Thank you for serving as co-chair of the Veterans Memorial advisory committee. Please introduce yourself.

My name is Jefferson Keel. I am the Lieutenant Governor of my tribe, the Chickasaw Nation.

Where are you from?

I am originally from Tishomingo, Oklahoma.

Is the warrior culture strong in your family or tribe?

Yes, it is. I come from a long line of combat veterans, in my family and my tribe. My father served in World War I, where he received the Silver Star. I have uncles who served in both World War II and Korea, and brothers who served in the Air Force and Navy. My younger brother and I both served in Vietnam.

Why did you choose to serve in the armed forces?

The military appealed to me, and I could not wait to join. When I turned 16, I persuaded my mother to sign so that I could join the National Guard. I wanted to be an Airborne Ranger, so from there, I enlisted in the regular Army.

LtGov Keel Army Ranger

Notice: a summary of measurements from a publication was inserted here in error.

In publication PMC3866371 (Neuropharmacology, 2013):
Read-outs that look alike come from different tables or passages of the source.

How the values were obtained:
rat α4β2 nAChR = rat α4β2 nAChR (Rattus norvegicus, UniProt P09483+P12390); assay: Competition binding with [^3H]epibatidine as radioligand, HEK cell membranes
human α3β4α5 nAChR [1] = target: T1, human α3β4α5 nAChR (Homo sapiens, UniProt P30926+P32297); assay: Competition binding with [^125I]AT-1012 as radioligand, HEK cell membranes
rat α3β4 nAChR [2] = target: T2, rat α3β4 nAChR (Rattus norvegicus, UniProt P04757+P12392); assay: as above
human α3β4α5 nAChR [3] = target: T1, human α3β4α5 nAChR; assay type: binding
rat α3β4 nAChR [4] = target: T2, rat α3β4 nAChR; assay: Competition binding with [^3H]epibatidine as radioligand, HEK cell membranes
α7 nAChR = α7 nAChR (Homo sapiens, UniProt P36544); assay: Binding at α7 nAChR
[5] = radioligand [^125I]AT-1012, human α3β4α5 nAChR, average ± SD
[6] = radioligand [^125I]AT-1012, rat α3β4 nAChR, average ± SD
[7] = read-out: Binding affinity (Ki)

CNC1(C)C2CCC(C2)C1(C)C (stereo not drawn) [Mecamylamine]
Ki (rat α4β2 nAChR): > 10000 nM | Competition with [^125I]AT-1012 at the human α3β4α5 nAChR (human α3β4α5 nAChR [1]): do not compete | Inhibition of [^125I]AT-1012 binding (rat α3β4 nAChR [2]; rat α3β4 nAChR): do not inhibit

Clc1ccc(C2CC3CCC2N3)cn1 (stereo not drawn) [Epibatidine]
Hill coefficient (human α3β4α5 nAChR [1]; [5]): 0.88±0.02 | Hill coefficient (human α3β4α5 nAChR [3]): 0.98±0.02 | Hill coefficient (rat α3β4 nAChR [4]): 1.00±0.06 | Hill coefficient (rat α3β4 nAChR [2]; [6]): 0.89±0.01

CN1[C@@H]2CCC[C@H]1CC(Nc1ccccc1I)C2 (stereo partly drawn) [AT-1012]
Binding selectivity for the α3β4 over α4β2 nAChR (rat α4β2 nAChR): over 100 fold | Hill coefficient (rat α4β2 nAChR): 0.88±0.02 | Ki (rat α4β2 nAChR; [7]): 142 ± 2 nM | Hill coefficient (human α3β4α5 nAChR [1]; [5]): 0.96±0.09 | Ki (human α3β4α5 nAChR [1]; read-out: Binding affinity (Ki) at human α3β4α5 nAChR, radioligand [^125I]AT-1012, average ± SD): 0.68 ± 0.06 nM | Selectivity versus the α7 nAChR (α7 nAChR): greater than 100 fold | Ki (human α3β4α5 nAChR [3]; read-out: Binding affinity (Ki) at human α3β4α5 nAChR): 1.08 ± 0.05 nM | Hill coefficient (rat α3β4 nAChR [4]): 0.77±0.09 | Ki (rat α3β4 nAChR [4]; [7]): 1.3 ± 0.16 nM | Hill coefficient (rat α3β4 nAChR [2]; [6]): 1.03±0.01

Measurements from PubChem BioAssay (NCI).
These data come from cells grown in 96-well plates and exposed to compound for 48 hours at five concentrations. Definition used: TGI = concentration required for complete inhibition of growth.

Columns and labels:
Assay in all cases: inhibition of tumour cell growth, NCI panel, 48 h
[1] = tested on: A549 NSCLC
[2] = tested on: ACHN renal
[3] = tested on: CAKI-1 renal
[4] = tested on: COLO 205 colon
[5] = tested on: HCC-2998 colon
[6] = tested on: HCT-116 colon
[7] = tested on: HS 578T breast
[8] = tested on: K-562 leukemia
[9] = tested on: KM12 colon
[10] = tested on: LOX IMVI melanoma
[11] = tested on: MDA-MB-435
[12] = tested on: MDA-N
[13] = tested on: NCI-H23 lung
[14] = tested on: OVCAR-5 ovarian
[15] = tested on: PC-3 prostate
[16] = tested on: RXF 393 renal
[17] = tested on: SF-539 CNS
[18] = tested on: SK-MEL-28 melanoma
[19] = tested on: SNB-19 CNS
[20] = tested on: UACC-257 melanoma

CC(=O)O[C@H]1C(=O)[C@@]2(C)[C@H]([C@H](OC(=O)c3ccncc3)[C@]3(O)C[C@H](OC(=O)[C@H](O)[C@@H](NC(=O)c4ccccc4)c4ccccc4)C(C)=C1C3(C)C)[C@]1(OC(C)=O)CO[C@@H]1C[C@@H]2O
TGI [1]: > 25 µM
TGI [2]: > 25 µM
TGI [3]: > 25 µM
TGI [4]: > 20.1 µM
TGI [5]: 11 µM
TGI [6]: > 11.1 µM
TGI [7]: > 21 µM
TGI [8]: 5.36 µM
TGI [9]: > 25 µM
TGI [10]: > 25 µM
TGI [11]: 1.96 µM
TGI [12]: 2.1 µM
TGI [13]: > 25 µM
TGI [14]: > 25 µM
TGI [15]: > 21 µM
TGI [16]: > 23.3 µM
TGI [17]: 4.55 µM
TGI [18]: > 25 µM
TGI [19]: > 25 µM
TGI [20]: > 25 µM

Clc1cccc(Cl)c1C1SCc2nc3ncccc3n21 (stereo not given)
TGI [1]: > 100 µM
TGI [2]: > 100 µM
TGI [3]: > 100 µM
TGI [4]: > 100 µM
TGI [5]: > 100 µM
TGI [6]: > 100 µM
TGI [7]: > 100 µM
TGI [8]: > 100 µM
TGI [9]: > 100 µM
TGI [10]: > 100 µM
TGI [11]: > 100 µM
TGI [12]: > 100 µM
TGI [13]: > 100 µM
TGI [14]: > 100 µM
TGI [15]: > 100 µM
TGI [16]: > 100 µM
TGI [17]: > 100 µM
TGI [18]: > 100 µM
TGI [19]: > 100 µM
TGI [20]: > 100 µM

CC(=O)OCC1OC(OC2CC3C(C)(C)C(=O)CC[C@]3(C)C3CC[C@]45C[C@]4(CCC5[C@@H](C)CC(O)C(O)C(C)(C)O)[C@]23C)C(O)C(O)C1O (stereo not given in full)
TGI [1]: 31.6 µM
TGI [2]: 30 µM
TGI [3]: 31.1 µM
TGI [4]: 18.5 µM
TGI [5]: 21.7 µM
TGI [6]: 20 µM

Jefferson Keel as a U.S. Army Ranger. Photo courtesy of Jefferson Keel

What years did you serve and where did you serve?

I joined the National Guard in 1963 and enlisted in the regular Army in March 1966. I served until 1974, when I returned to college and was commissioned and returned to active duty. I retired from active duty in 1989.

What was the highest rank you received?

Captain.

Were there other Natives who served with you? Were you treated differently in the service because you are Native American?

There were a few other Native Americans. Mainly we were treated with curiosity.

Is there a story or incident that sticks out the most in your mind about your service?

I lost a lot of friends in Vietnam, but there are too many stories to try to recall any one in particular.

Where were you when your service ended?

I was a Combined Arms Tactics instructor at the U.S. Army Aviation Center at Fort Rucker, Alabama.

Are you a member of any veterans groups?

I am a member of the Chickasaw Warrior’s Society.

Would you recommend joining the service to your family members or others of your tribe?

Yes.